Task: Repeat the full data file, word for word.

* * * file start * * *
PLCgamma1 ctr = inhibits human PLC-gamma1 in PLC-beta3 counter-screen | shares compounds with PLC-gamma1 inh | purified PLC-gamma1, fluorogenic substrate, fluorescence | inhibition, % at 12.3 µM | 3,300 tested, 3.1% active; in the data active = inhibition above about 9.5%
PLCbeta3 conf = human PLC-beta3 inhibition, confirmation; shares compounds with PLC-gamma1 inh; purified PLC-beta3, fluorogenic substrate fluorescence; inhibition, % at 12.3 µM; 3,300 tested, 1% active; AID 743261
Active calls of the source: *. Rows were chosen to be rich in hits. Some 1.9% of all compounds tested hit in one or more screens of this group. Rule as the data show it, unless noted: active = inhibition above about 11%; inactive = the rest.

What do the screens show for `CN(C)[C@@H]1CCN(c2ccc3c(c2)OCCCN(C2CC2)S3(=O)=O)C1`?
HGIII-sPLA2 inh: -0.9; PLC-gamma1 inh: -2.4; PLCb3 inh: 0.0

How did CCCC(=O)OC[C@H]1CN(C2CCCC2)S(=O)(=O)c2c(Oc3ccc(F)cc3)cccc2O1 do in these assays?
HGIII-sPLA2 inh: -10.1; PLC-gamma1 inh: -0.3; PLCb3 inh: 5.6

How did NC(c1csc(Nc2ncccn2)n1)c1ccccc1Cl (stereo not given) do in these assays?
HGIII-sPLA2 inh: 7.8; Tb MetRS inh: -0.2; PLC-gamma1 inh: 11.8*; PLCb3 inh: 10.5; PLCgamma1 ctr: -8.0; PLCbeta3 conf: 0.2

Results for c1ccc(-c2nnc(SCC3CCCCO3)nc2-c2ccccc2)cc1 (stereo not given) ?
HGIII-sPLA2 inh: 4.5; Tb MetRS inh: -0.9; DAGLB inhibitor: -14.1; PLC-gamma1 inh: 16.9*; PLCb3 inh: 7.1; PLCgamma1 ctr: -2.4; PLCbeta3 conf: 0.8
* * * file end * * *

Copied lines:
PLCgamma1 ctr = inhibits human PLC-gamma1 in PLC-beta3 counter-screen | shares compounds with PLC-gamma1 inh | purified PLC-gamma1, fluorogenic substrate, fluorescence | inhibition, % at 12.3 µM | 3,300 tested, 3.1% active; in the data active = inhibition above about 9.5%
PLCbeta3 conf = human PLC-beta3 inhibition, confirmation; shares compounds with PLC-gamma1 inh; purified PLC-beta3, fluorogenic substrate fluorescence; inhibition, % at 12.3 µM; 3,300 tested, 1% active; AID 743261
Active calls of the source: *. Rows were chosen to be rich in hits. Some 1.9% of all compounds tested hit in one or more screens of this group. Rule as the data show it, unless noted: active = inhibition above about 11%; inactive = the rest.

What do the screens show for `CN(C)[C@@H]1CCN(c2ccc3c(c2)OCCCN(C2CC2)S3(=O)=O)C1`?
HGIII-sPLA2 inh: -0.9; PLC-gamma1 inh: -2.4; PLCb3 inh: 0.0

How did CCCC(=O)OC[C@H]1CN(C2CCCC2)S(=O)(=O)c2c(Oc3ccc(F)cc3)cccc2O1 do in these assays?
HGIII-sPLA2 inh: -10.1; PLC-gamma1 inh: -0.3; PLCb3 inh: 5.6

How did NC(c1csc(Nc2ncccn2)n1)c1ccccc1Cl (stereo not given) do in these assays?
HGIII-sPLA2 inh: 7.8; Tb MetRS inh: -0.2; PLC-gamma1 inh: 11.8*; PLCb3 inh: 10.5; PLCgamma1 ctr: -8.0; PLCbeta3 conf: 0.2

Results for c1ccc(-c2nnc(SCC3CCCCO3)nc2-c2ccccc2)cc1 (stereo not given) ?
HGIII-sPLA2 inh: 4.5; Tb MetRS inh: -0.9; DAGLB inhibitor: -14.1; PLC-gamma1 inh: 16.9*; PLCb3 inh: 7.1; PLCgamma1 ctr: -2.4; PLCbeta3 conf: 0.8